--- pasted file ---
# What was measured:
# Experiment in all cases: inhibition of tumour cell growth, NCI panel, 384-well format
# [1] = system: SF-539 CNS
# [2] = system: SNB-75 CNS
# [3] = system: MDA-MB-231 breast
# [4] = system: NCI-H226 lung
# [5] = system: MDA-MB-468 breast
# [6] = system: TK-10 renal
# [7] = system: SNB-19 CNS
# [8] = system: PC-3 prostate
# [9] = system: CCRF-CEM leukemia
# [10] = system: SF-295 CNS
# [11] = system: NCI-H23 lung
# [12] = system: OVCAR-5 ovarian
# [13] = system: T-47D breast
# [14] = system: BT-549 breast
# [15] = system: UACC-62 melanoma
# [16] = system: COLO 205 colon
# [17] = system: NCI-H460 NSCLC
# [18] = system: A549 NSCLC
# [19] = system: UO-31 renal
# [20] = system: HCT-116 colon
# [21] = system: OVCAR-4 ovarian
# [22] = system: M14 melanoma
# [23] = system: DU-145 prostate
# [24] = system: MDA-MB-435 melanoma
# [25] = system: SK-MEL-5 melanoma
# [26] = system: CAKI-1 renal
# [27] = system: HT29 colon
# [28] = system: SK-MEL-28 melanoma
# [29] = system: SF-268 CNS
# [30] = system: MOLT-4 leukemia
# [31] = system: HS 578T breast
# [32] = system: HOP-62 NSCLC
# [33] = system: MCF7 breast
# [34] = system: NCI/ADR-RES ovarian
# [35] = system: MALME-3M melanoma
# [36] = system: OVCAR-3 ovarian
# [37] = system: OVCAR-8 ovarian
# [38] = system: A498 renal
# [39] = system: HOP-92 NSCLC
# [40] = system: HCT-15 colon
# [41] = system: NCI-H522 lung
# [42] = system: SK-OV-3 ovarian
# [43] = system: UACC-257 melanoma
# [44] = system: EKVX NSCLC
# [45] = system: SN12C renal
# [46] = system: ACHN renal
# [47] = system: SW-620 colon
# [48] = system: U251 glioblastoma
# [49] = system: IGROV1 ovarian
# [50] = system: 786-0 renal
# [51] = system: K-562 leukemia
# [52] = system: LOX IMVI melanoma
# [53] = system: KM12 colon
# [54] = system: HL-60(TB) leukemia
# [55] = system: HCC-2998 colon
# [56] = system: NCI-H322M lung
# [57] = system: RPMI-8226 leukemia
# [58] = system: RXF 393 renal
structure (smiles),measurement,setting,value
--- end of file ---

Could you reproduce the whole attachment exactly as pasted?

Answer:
# What was measured:
# Experiment in all cases: inhibition of tumour cell growth, NCI panel, 384-well format
# [1] = system: SF-539 CNS
# [2] = system: SNB-75 CNS
# [3] = system: MDA-MB-231 breast
# [4] = system: NCI-H226 lung
# [5] = system: MDA-MB-468 breast
# [6] = system: TK-10 renal
# [7] = system: SNB-19 CNS
# [8] = system: PC-3 prostate
# [9] = system: CCRF-CEM leukemia
# [10] = system: SF-295 CNS
# [11] = system: NCI-H23 lung
# [12] = system: OVCAR-5 ovarian
# [13] = system: T-47D breast
# [14] = system: BT-549 breast
# [15] = system: UACC-62 melanoma
# [16] = system: COLO 205 colon
# [17] = system: NCI-H460 NSCLC
# [18] = system: A549 NSCLC
# [19] = system: UO-31 renal
# [20] = system: HCT-116 colon
# [21] = system: OVCAR-4 ovarian
# [22] = system: M14 melanoma
# [23] = system: DU-145 prostate
# [24] = system: MDA-MB-435 melanoma
# [25] = system: SK-MEL-5 melanoma
# [26] = system: CAKI-1 renal
# [27] = system: HT29 colon
# [28] = system: SK-MEL-28 melanoma
# [29] = system: SF-268 CNS
# [30] = system: MOLT-4 leukemia
# [31] = system: HS 578T breast
# [32] = system: HOP-62 NSCLC
# [33] = system: MCF7 breast
# [34] = system: NCI/ADR-RES ovarian
# [35] = system: MALME-3M melanoma
# [36] = system: OVCAR-3 ovarian
# [37] = system: OVCAR-8 ovarian
# [38] = system: A498 renal
# [39] = system: HOP-92 NSCLC
# [40] = system: HCT-15 colon
# [41] = system: NCI-H522 lung
# [42] = system: SK-OV-3 ovarian
# [43] = system: UACC-257 melanoma
# [44] = system: EKVX NSCLC
# [45] = system: SN12C renal
# [46] = system: ACHN renal
# [47] = system: SW-620 colon
# [48] = system: U251 glioblastoma
# [49] = system: IGROV1 ovarian
# [50] = system: 786-0 renal
# [51] = system: K-562 leukemia
# [52] = system: LOX IMVI melanoma
# [53] = system: KM12 colon
# [54] = system: HL-60(TB) leukemia
# [55] = system: HCC-2998 colon
# [56] = system: NCI-H322M lung
# [57] = system: RPMI-8226 leukemia
# [58] = system: RXF 393 renal
structure (smiles),measurement,setting,value